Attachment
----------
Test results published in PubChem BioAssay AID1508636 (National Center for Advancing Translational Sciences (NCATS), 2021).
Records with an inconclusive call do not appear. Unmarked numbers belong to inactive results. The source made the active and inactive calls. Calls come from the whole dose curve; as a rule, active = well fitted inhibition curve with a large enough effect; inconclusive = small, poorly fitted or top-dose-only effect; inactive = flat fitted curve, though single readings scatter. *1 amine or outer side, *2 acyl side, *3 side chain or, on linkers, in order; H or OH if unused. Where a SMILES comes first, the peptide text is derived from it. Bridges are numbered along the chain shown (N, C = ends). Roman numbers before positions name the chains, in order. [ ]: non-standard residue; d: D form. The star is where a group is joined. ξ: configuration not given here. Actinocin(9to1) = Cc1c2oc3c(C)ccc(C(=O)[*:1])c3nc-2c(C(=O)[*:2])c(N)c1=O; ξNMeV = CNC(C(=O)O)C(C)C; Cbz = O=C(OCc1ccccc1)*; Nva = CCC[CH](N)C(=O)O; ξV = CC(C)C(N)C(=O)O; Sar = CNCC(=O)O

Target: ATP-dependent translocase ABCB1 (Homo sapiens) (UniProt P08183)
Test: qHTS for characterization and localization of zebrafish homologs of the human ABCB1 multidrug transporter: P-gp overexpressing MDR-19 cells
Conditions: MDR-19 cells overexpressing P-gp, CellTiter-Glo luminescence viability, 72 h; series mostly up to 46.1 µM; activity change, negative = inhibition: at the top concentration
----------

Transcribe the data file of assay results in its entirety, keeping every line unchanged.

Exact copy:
Test results published in PubChem BioAssay AID1508636 (National Center for Advancing Translational Sciences (NCATS), 2021).
Records with an inconclusive call do not appear. Unmarked numbers belong to inactive results. The source made the active and inactive calls. Calls come from the whole dose curve; as a rule, active = well fitted inhibition curve with a large enough effect; inconclusive = small, poorly fitted or top-dose-only effect; inactive = flat fitted curve, though single readings scatter. *1 amine or outer side, *2 acyl side, *3 side chain or, on linkers, in order; H or OH if unused. Where a SMILES comes first, the peptide text is derived from it. Bridges are numbered along the chain shown (N, C = ends). Roman numbers before positions name the chains, in order. [ ]: non-standard residue; d: D form. The star is where a group is joined. ξ: configuration not given here. Actinocin(9to1) = Cc1c2oc3c(C)ccc(C(=O)[*:1])c3nc-2c(C(=O)[*:2])c(N)c1=O; ξNMeV = CNC(C(=O)O)C(C)C; Cbz = O=C(OCc1ccccc1)*; Nva = CCC[CH](N)C(=O)O; ξV = CC(C)C(N)C(=O)O; Sar = CNCC(=O)O

Target: ATP-dependent translocase ABCB1 (Homo sapiens) (UniProt P08183)
Test: qHTS for characterization and localization of zebrafish homologs of the human ABCB1 multidrug transporter: P-gp overexpressing MDR-19 cells
Conditions: MDR-19 cells overexpressing P-gp, CellTiter-Glo luminescence viability, 72 h; series mostly up to 46.1 µM; activity change, negative = inhibition: at the top concentration